Why We Changed Yesware’s Inbox Dashboard

May 13, 2014 | 
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A couple of weeks ago, we rolled out an update to Yesware that changed the position of our most-used feature: the Gmail dashboard.

It was a big risk to take.

With over 400,000 people relying on Yesware to help them get the job done, our product team must constantly juggle the needs of both our large pool of existing users and the feature needs of our evolving product. Suffice to say, changing any part of the user interface is not a decision we take lightly.

But being big does not excuse us from the necessity of evolving. It just has to be done in a measured way, using data-driven decision making.

Here’s an inside look at how and why we decided to change the Gmail dashboard.

We Heard You Loud And Clear: The Inbox Dashboard Had Its Limitations

The inbox dashboard is our most widely used interface. But despite its popularity, we heard from a number of you that it could be better. There were a handful of limitations:

  • You had to navigate to the inbox view in order to view your tracking events.
  • It did not support the use case of cross-referencing email content with tracking data.
  • The interface did not provide ample space to accommodate extra functionality (like links to Mail Merge).

As regular users of Yesware ourselves, we knew what we wanted out of the dashboard. But it was not 100% clear yet whether others having the same problem.

Enter The Dashboard Positioning Experiment

If you roll out a feature to 100% of users only to find that it breaks a crucial workflow, you’ve needlessly sacrificed a lot of time and money. That’s why we use experiments (i.e. an interactive prototype written in actual code) to learn as quickly as possible from a small subset of users without upsetting a larger audience.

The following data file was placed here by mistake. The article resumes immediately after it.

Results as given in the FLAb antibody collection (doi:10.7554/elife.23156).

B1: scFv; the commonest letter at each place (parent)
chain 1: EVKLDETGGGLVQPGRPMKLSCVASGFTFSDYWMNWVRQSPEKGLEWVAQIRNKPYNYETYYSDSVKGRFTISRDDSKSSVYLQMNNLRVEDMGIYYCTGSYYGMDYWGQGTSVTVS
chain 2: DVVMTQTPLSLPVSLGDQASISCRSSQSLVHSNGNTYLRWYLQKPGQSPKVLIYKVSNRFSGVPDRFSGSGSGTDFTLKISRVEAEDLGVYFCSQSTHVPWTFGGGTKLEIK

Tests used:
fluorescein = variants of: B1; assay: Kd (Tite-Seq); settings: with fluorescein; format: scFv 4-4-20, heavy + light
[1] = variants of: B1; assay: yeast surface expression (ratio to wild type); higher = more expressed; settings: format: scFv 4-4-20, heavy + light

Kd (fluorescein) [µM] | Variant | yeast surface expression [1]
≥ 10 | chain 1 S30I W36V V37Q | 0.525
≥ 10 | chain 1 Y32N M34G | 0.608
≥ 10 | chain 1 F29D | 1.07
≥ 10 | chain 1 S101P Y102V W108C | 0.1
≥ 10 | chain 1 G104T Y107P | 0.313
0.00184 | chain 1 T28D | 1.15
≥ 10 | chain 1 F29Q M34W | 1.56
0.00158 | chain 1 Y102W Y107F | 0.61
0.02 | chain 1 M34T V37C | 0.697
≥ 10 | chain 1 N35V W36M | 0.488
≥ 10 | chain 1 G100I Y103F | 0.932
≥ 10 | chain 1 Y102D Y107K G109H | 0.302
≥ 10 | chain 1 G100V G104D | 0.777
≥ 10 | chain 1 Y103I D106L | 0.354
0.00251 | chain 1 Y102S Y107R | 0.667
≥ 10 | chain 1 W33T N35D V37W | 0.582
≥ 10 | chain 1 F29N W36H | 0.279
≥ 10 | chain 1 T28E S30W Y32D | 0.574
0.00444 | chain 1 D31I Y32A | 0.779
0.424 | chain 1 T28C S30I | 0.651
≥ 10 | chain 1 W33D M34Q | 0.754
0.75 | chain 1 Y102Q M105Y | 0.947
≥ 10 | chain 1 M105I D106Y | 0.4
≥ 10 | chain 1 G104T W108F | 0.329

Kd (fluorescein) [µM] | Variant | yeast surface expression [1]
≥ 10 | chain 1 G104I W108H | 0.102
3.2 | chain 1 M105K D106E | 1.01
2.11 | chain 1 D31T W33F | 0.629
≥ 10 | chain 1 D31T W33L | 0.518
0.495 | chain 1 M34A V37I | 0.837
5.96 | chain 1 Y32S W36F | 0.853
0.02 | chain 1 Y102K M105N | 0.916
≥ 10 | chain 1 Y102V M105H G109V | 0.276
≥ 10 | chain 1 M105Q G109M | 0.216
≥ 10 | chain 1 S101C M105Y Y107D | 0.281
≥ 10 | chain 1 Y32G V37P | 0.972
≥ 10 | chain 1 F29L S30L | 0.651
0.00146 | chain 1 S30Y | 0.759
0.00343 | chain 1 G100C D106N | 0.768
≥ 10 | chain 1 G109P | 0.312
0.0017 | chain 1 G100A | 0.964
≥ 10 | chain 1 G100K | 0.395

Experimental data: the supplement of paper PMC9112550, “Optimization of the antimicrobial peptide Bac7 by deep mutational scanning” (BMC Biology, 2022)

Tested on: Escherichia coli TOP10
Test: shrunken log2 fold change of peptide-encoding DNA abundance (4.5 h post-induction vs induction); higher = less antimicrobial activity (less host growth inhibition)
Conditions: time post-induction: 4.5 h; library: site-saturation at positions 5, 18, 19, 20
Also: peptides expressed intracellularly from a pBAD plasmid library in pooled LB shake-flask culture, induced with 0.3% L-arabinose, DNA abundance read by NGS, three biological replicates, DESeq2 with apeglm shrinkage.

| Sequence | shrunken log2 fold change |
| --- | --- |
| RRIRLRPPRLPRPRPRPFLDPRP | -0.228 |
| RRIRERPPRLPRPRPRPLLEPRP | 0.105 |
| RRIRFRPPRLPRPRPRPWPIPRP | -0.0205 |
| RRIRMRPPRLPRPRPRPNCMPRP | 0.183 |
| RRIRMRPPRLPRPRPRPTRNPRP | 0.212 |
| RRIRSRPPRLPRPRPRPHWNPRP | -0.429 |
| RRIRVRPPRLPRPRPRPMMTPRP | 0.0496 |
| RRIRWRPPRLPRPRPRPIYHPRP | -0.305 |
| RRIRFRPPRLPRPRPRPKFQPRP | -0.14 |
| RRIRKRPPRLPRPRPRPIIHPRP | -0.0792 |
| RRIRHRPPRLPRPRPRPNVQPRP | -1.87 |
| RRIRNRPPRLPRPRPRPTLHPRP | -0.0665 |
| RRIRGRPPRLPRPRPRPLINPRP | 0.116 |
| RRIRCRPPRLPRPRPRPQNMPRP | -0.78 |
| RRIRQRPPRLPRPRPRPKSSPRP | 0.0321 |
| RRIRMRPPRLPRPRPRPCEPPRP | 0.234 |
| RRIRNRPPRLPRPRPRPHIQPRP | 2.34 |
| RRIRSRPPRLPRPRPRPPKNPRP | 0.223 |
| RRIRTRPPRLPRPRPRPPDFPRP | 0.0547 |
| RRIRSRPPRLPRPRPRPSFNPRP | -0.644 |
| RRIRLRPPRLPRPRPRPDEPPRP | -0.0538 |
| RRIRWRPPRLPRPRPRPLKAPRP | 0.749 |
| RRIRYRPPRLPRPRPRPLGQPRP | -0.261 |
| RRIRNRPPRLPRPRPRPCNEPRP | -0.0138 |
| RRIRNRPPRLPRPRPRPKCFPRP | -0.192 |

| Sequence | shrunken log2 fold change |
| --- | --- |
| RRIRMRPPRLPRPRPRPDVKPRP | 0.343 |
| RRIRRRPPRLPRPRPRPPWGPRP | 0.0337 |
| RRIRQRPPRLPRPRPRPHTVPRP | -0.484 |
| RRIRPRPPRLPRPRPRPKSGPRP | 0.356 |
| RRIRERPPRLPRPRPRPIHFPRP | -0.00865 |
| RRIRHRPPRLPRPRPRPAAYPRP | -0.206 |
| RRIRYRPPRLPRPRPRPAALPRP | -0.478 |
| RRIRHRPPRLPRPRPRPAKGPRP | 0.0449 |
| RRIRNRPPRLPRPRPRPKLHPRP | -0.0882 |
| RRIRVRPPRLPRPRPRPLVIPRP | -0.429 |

We ran an experiment on the inbox dashboard, starting the last week of April. In order to make the dashboard omnipresent across all of Gmail’s views, we pinned it to the top, just below the search container. In order to limit the number of variables tested, we changed very little about the visual design.

We then exposed the change to 1% of Yesware users and collected both subjective and usage-based feedback. The most dramatic results were gathered off of the usage for our most popular interaction: clicking on the Events tab to expand the dashboard.

What happened: There was a 30% bump in the number of users who performed the action as compared with what we’d expect from 1% of the audience. We saw a similar, though not quite as dramatic, increase in the total number of actions.

Real-Life Results: The New Dashboard Was A Change For The Better 

These usage-based results, along with positive feedback (gathered through Google Form Surveys) gave us our answer: The new dashboard position was a success.

In the last week of April, we began pushing out the dashboard to more and more of you. Minor bugs notwithstanding, the rollout went smoothly. We continued to track usage carefully over the next few days. Below are some results.

The Events-Tab interaction which performed so well in experiments continued to perform well in production. From the start of our experiment to May 7, you can see that overall usage increased by 18.4%. Even taking into account natural growth from new Yesware users, that is a dramatic bump from a single user interface tweak.

Data-Driven Decision Making In Action

What may look like a small change is actually the culmination of a data-driven process, pointing us in the direction of what is going to help you work more efficiently. It’s how we knew rolling out the new dashboard positioning was a big risk worth taking. Even more recently, it informed our decision to redesign the Salesforce sidebar so that it’s always available, wherever you are in your Gmail workspace.


With enthusiastic coders on your team, quickly building features can seem easy. But it is rarely the best course of action. Rush-jobs will only end up costing you valuable time in the long run. Spending a week or two running experiments is a worthwhile investment that could save you from wasting months building the wrong feature.

Data-driven results are a big part of how sales organizations should operate. At Yesware, we think product teams should work the same way. In the coming months, we will be running many more experiments, so if your team would like to test drive exciting new features, please get in touch with us at support@yesware.com.

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